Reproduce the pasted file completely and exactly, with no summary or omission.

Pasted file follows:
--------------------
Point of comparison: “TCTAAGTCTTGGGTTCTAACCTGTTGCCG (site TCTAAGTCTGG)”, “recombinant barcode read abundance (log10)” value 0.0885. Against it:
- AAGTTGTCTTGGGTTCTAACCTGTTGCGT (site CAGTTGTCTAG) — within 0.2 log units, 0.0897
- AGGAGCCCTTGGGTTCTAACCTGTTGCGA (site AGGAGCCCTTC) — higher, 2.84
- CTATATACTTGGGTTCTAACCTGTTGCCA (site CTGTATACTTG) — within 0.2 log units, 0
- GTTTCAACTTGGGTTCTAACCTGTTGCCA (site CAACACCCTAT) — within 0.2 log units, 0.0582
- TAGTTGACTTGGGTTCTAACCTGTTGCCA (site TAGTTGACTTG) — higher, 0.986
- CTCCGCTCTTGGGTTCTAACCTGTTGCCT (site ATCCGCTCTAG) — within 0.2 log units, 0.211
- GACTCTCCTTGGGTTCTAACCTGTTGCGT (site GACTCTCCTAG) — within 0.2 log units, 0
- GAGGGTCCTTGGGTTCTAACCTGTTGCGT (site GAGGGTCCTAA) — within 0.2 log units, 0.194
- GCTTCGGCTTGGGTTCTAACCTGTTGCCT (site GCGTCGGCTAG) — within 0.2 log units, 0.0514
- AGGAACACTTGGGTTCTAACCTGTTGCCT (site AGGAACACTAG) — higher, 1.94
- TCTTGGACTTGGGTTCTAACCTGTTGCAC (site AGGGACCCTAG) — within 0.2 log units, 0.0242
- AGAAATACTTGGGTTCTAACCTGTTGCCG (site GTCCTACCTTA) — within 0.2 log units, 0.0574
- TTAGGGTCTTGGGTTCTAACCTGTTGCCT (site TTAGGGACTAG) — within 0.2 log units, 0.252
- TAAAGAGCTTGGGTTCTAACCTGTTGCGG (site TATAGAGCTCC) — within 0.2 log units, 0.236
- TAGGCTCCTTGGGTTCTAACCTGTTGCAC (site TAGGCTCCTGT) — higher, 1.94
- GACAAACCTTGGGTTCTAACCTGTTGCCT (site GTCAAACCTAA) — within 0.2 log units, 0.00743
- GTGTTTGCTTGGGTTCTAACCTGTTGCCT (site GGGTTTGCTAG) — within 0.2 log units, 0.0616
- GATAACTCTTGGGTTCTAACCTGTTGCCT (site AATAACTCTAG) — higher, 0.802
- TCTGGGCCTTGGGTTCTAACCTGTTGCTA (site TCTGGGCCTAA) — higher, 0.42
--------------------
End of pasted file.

Point of comparison: “TCTAAGTCTTGGGTTCTAACCTGTTGCCG (site TCTAAGTCTGG)”, “recombinant barcode read abundance (log10)” value 0.0885. Against it:
- AAGTTGTCTTGGGTTCTAACCTGTTGCGT (site CAGTTGTCTAG) — within 0.2 log units, 0.0897
- AGGAGCCCTTGGGTTCTAACCTGTTGCGA (site AGGAGCCCTTC) — higher, 2.84
- CTATATACTTGGGTTCTAACCTGTTGCCA (site CTGTATACTTG) — within 0.2 log units, 0
- GTTTCAACTTGGGTTCTAACCTGTTGCCA (site CAACACCCTAT) — within 0.2 log units, 0.0582
- TAGTTGACTTGGGTTCTAACCTGTTGCCA (site TAGTTGACTTG) — higher, 0.986
- CTCCGCTCTTGGGTTCTAACCTGTTGCCT (site ATCCGCTCTAG) — within 0.2 log units, 0.211
- GACTCTCCTTGGGTTCTAACCTGTTGCGT (site GACTCTCCTAG) — within 0.2 log units, 0
- GAGGGTCCTTGGGTTCTAACCTGTTGCGT (site GAGGGTCCTAA) — within 0.2 log units, 0.194
- GCTTCGGCTTGGGTTCTAACCTGTTGCCT (site GCGTCGGCTAG) — within 0.2 log units, 0.0514
- AGGAACACTTGGGTTCTAACCTGTTGCCT (site AGGAACACTAG) — higher, 1.94
- TCTTGGACTTGGGTTCTAACCTGTTGCAC (site AGGGACCCTAG) — within 0.2 log units, 0.0242
- AGAAATACTTGGGTTCTAACCTGTTGCCG (site GTCCTACCTTA) — within 0.2 log units, 0.0574
- TTAGGGTCTTGGGTTCTAACCTGTTGCCT (site TTAGGGACTAG) — within 0.2 log units, 0.252
- TAAAGAGCTTGGGTTCTAACCTGTTGCGG (site TATAGAGCTCC) — within 0.2 log units, 0.236
- TAGGCTCCTTGGGTTCTAACCTGTTGCAC (site TAGGCTCCTGT) — higher, 1.94
- GACAAACCTTGGGTTCTAACCTGTTGCCT (site GTCAAACCTAA) — within 0.2 log units, 0.00743
- GTGTTTGCTTGGGTTCTAACCTGTTGCCT (site GGGTTTGCTAG) — within 0.2 log units, 0.0616
- GATAACTCTTGGGTTCTAACCTGTTGCCT (site AATAACTCTAG) — higher, 0.802
- TCTGGGCCTTGGGTTCTAACCTGTTGCTA (site TCTGGGCCTAA) — higher, 0.42